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Wyoming's Standardized Test Scores Drop

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Results released Thursday by the Wyoming Department of Education show that students performed worse on this year’s standardized test than they did last year.

The Proficiency Assessment for Wyoming Students—or PAWS—measures students’ aptitude in math, reading and science.  The test is taken by students in grades 3 through 8.

Last year, 58 percent of fourth-graders scored proficient on reading. This year, less than 52 percent did. Math scores didn’t drop as sharply as reading—and actually rose slightly for some grade levels.

The reading and math portions of PAWS were changed last year, after Wyoming adopted the Common Core State Standards for those subjects. State Superintendent of Public Instruction Jillian Balow says schools and districts are still working to adapt to those new standards.

“In 2014, the assessment was fully aligned to the Wyoming standards, and now districts have had an opportunity to align their work to this new bar,” says Balow. “We will all work from here to improve. PAWS results, we need to remember, are only one measure of student success.”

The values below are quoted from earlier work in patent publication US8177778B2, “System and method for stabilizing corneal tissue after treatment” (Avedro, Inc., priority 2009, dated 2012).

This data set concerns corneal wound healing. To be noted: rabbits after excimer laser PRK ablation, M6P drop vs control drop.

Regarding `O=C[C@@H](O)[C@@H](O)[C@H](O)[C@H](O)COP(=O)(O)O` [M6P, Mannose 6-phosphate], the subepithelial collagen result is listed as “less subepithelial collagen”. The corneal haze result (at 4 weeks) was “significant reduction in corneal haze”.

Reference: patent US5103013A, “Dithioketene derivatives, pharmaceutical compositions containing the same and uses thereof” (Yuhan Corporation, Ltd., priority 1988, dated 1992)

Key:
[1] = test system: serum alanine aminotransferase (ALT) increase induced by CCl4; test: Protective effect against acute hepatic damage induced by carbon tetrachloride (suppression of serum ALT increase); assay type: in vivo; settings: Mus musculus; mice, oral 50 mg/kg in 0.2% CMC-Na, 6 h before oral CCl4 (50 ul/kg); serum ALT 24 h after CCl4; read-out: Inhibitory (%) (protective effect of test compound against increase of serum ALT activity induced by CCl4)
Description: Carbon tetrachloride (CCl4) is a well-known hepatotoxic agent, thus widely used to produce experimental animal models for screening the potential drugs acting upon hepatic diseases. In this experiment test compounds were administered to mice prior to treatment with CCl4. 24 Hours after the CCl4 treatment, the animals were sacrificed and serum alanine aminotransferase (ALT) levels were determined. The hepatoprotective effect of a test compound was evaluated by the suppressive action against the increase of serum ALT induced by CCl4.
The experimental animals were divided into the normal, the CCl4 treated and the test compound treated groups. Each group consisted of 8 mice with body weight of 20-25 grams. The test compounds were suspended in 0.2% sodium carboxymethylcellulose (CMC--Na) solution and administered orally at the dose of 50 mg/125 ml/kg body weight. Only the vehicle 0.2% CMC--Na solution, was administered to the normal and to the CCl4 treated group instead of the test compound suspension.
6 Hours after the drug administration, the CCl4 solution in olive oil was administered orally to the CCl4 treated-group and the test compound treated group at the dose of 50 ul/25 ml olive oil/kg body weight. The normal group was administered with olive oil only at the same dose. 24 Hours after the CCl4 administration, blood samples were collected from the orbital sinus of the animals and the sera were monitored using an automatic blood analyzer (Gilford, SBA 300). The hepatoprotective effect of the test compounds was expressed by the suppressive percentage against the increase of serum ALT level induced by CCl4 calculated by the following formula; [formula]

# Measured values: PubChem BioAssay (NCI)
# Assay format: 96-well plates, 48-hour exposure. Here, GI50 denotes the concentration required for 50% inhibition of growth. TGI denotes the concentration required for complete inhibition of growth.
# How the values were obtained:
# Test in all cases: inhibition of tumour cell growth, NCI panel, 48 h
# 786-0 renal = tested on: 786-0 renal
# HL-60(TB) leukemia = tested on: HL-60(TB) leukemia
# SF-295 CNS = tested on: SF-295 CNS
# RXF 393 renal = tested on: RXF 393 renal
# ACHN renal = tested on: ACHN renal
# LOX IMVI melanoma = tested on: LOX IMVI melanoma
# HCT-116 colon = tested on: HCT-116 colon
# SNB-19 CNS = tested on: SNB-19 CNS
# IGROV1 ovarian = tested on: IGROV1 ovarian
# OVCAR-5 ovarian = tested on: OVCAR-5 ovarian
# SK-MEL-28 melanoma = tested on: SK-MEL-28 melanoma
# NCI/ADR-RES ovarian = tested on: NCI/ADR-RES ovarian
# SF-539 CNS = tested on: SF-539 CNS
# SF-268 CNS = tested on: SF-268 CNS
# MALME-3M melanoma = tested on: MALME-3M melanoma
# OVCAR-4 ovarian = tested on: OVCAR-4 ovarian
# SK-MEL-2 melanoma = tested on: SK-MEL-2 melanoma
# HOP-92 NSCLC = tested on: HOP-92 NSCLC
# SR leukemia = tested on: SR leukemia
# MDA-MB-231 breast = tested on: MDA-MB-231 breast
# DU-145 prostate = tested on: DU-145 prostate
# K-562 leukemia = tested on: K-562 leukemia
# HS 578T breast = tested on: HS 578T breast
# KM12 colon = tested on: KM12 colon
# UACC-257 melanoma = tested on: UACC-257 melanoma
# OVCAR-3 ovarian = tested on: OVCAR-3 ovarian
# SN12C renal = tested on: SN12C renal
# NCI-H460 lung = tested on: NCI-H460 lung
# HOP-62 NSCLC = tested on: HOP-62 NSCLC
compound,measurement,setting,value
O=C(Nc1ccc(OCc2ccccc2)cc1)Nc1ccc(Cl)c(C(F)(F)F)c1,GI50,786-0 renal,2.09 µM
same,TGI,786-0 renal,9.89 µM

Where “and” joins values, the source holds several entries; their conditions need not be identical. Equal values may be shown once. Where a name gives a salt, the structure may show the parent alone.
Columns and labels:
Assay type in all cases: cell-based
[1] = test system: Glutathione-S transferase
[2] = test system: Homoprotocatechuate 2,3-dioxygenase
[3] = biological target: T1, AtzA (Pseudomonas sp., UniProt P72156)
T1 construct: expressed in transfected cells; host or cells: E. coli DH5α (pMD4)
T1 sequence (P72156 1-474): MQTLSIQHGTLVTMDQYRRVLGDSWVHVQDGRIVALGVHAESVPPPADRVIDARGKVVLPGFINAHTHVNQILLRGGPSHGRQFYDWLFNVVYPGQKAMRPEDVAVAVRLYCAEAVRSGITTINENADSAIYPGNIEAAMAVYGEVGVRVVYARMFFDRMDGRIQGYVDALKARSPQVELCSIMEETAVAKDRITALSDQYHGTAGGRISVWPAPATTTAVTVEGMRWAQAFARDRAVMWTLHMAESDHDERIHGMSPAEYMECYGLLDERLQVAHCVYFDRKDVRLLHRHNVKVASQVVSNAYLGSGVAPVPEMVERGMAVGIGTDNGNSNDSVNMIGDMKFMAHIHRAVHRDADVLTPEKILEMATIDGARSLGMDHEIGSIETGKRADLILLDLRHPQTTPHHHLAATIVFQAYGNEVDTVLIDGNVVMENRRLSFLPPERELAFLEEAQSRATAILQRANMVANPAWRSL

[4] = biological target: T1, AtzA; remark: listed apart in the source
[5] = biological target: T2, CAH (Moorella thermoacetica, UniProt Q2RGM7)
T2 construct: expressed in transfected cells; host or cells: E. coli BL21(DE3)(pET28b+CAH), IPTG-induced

Since Wyoming has not updated its science standards, that portion of the test has not changed, but science scores still dropped.

Balow’s chief policy officer Brent Young says it's unclear why proficiency rates for science fell. But overall, he says, the 2015 PAWS scores were what WDE had expected. 

“I would have to say no, they were not surprising,” says Young. “And we can feel good about one thing right now in that they’ve stayed consistent for two years—saying that we’ve got an assessment system that’s measuring these high standards and it’s staying somewhat stable.”

Sheridan County School District 2 students earned some of the highest proficiency levels this year. Some smaller school districts in Fremont County saw some of the lowest.

The state is currently weighing whether to adopt a new statewide test in the coming years, through an assessment task force. 

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